Russia bolsters regional finances
The primary task of the bailout fund of Eurasian Economic Community members – Russia, Kazakhstan, Belarus, Kyrgyzstan, Tajikistan, and Armenia – is to provide credit to countries in the post-Soviet space.
Deputy Finance Minister, Dmitry Pankin, says many have fallen into difficult economic situations – brought on by the world financial crisis.
"Russia has already ratified, and other countries will probably due so by September. As soon as everything will be working, then we plan to transfer the first part of our contribution – $750 million, which has been allocated by the 2009 budget."
Russia has pledged to put up 75% of the $10 billion dollars in the fund. Stabilizing the economic situation in these countries is a key priority for Russia. The fund also provides for joint financial projects within the community.
Many of the former Soviet republics have been hit hard. Local currencies have suffered devaluation, and the fund could help promote the Rouble as a reserve currency, analysts say.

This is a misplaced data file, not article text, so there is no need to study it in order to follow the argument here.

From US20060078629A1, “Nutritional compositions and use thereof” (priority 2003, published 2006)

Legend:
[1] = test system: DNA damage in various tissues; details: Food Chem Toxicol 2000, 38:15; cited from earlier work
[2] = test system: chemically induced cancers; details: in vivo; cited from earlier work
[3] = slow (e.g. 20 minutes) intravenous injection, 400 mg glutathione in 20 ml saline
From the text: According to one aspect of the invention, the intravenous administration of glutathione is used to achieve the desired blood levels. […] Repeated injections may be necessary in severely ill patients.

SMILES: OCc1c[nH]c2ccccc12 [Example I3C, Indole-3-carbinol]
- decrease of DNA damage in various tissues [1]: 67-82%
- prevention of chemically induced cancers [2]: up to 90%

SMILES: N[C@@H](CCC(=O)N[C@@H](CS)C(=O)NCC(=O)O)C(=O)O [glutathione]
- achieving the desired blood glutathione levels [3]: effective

Exports in these states are also down as much as 50%, and Andrey Suzdaltsev, Vice Rector, Faculty of World Economy and Politics, at the Higher School of Economics says the worst might be far from over.
"When we get out of the crisis, consumer demand could change. If our post-Soviet neighbors aren't able to restructure their economies even by using money from the anti-crisis fund, they could be stuck in a state of crisis forever, asking for more and more loans."
The fund, which will be run by the Eurasian Development Bank, may offer a temporary solution to problems in a region crucial for Russia's interests.